Nightmares do come true

In The City and The Sea, dream and reality are woven so tightly together that it becomes almost impossible to distinguish one from the other

  • Published 21.06.19, 7:32 PM
  • Updated 21.06.19, 7:32 PM
  • 2 mins read
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Jha cleverly wades into the debate about the guilt of the juvenile convicted in the December 2012 incident by inserting him as a character Source: flickr.com/photos/syedaliwasif

One way of dealing with a reality so brutal that it does not bear repetition is to imagine it as nightmare. This is exactly what Raj Kamal Jha does in his magic realist retelling of the gruesome December 2012 gang rape in the capital which forced lawmakers to bolster the laws against sexual offenders in India (to no avail as it turns out). This surreal, fictionalized account unfolds in two separate narratives that are deftly merged as the book reaches its climax. On the one hand, in ‘the city’, a son sets off with a strange boy who crawls up his window in search of his mother who has vanished after leaving work one day; on the other hand, by ‘the sea’, a woman tries to fight through the fog of disorientation to make sense of her surroundings.

Dream and reality are woven so tightly together that it becomes almost impossible to distinguish one from the other. Is the son dreaming when he swims through a gigantic, cluttered drain filled with all “the things we lose” — ranging from dead people to discarded plastic — to reach his mother? Surely, the woman witnessing children riddled with bullet holes from the Sandy Hook Elementary School playing by the seaside cannot be real? Yet, the perennial threat of violence, the stench of city life and the retelling of the brutal incident that forms the crux of the novel are all too real.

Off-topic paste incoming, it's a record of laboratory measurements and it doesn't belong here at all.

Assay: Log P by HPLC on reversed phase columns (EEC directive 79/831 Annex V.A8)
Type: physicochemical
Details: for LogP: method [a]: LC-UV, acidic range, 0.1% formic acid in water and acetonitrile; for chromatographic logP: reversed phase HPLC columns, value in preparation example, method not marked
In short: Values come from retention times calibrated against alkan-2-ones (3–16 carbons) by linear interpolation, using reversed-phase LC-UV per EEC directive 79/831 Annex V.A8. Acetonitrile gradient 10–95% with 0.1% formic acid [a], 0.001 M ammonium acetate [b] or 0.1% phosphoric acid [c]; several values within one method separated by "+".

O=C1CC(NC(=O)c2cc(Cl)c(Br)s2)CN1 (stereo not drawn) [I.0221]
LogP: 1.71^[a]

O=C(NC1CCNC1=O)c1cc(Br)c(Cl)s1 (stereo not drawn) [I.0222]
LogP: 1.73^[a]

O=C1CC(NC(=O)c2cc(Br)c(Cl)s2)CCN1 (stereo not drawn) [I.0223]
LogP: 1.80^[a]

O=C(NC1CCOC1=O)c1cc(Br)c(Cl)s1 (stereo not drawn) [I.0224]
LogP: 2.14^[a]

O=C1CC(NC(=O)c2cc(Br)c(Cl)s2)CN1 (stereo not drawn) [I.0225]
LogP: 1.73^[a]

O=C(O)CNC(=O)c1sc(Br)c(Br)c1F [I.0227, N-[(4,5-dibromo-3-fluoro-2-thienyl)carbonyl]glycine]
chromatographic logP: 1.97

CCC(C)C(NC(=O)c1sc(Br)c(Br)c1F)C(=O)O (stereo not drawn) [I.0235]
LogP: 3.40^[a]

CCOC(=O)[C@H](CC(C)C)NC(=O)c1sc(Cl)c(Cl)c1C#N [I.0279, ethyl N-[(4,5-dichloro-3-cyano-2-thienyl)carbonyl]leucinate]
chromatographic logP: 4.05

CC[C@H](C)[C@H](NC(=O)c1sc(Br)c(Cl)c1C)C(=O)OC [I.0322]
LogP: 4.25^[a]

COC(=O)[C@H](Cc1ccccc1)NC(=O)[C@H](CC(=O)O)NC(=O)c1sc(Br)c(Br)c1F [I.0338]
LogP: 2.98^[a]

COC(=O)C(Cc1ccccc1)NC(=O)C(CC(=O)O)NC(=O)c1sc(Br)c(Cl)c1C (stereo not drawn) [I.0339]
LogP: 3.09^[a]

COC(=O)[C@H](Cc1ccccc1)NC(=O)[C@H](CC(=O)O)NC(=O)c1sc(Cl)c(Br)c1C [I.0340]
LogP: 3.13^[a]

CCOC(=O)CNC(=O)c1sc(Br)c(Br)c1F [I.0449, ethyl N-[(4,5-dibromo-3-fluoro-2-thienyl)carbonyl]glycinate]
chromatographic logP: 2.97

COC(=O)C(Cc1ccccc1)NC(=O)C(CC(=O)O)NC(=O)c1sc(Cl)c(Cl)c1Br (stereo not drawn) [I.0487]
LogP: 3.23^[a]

Jha cleverly wades into the debate about the guilt of the juvenile convicted in the December 2012 incident by inserting him as a character — the strange boy who promises to lead the son to his missing mother and recounts a rather disturbing childhood on their journey. Is this an act of repentance — is guilt enough for forgiveness — is a disturbed childhood an excuse to perpetuate the cycle of violence? The plot is peppered with such questions that the author raises before swiftly moving on to other issues. The predator outside is not the only one under the scanner either — one of the several ephemeral creatures that drift in and out of the narrative is a woman with a deep red welt in the shape of a rope around her neck who does not want to be found by her father. Also examined are policemen, who, while responding to a missing person’s report, run their fingers over the soft material of her sari in a way that makes the reader’s skin crawl.

This nightmare world is made all the more chilling by the bare, matter-of-fact delivery of both the fantastic and the disturbingly real.

The City and The Sea; By Raj Kamal Jha, Penguin, Rs 499